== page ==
• Tourism – Fears that increasing tourism negatively impacts local services and livelihoods
  • Economic challenges – Cost of housing, lack of quality jobs, and tourist-driven seasonality
  • Sustainable development – Development plans impacting the area’s environment and character
  • Engagement and governance – Perceived lack of government action and need for more public engagement
Planet Purbeck stand at Swanage Carnival

Planet Purbeck held lots of events like this one in Swanage to get the views of local residents


We found a community energised about Purbeck’s future and full of proactive suggestions for how to improve it…

  • Focus on community-centric conservation, where nature and the community are treated as equal priorities
  • Adopt more green energy solutions and invest in nature-based projects that draw in year-round eco-tourism
  • Encourage community engagement and action through an exciting events calendar and enhanced environmental education in schools
  • Integrate nature into everyday life, encourage outdoor learning and engage people through innovative strategies and volunteer networks

“In short, our community is worried about Purbeck becoming some kind of “nature theme park” with a surge in litter, overcrowding, stretched local services, even more second/holiday homes, low-paid tourism jobs, soaring house and rental prices.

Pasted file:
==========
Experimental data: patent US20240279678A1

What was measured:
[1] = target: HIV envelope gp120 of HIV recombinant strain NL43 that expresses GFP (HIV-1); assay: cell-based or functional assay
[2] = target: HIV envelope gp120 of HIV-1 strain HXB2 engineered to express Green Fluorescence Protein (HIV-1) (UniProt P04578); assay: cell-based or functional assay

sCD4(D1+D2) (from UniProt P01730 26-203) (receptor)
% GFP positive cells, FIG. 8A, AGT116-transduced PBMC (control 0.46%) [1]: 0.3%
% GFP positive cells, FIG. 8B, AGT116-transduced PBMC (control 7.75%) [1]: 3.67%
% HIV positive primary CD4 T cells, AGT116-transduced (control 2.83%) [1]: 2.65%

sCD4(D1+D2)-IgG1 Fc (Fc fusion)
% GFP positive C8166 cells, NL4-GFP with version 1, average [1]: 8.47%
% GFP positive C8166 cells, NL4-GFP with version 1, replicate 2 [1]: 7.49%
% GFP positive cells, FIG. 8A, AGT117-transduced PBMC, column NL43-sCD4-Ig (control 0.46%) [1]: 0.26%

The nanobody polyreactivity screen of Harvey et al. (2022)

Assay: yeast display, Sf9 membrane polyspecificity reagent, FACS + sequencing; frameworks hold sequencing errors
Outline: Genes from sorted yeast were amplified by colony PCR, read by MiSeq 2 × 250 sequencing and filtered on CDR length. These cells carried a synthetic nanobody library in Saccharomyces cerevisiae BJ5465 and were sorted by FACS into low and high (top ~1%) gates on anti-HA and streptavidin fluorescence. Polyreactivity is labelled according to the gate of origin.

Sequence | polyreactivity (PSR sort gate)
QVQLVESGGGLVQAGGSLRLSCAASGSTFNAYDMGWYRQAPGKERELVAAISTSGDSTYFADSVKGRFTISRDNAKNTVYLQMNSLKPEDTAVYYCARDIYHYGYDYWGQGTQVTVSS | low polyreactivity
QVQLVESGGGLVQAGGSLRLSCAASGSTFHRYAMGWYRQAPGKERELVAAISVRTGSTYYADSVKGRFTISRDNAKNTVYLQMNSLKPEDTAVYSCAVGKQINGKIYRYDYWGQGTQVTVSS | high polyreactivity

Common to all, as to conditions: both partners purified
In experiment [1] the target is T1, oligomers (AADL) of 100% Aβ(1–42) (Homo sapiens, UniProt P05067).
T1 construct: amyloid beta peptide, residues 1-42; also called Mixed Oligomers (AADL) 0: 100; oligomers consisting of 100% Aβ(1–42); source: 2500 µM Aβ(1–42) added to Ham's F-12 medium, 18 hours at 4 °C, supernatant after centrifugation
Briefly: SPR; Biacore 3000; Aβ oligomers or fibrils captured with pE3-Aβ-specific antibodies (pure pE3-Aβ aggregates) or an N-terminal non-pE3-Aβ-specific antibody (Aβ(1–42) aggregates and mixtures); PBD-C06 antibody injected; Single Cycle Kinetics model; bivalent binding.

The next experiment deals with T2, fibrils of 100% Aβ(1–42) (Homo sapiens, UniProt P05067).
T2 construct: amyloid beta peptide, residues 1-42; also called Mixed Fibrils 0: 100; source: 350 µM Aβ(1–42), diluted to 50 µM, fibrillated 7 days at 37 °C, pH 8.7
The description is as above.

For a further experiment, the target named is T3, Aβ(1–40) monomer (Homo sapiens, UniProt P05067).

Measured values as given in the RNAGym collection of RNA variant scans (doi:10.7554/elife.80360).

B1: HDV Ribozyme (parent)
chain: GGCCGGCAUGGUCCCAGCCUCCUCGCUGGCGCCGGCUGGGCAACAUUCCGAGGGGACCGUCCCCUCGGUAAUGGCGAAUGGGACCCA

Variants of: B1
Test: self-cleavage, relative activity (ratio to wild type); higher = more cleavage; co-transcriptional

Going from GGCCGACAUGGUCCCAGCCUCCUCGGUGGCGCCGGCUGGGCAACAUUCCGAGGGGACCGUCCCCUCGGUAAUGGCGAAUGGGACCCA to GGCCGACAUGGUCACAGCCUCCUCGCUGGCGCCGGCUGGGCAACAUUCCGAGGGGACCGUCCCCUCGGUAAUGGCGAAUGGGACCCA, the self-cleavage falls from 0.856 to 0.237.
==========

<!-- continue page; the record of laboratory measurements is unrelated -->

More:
“But there’s also a clear, shared desire for sustainability, inclusivity and opportunity, too.”

A Purbeck where…

  • Local food thrives – washed down with a Purbeck cider (or apple juice), of course!
  • Young people can afford to (and importantly, want to) stay in Purbeck
  • Green energy powers every home and saves us some of our hard-earned money
  • New, meaningful job opportunities blossom, thanks to the wilder landscape
  • Everyone has a key to a home they can afford
  • Our community is well prepared for the inevitable impact of climate change
Weston Farm at Worth Matravers
National Trust

A programme of nature recovery is underway at Weston Farm in Worth Matravers

What’s next?

The Planet Purbeck team is keen to emphasise that the report is just the start – almost a benchmark against which future change and progress can be measured.

Projects are already underway including the creation of the Purbeck Heaths national nature reserve, the purchase by the National Trust of Weston Farm at Worth Matravers, and the rewilding scheme at Woodbury near Bere Regis by the Dorset Wildlife Trust.

Purbeck’s Children and Young People’s Partnership, launched September 2023, is aimed at nurturing a deeper understanding and connection to nature for all young people up to the age of 25. This will see new initiatives rolled out throughout local schools from September 2024.

The report says that in future the WWP could provide land for community food production projects, fund a sustainable tourism plan for Purbeck, and provide apprenticeships and scholarships for green economy careers.

Other issues it could influence include investing in green energy, support policy changes in relation to second homes, and influence measures to tackle housing affordability like innovative housing schemes.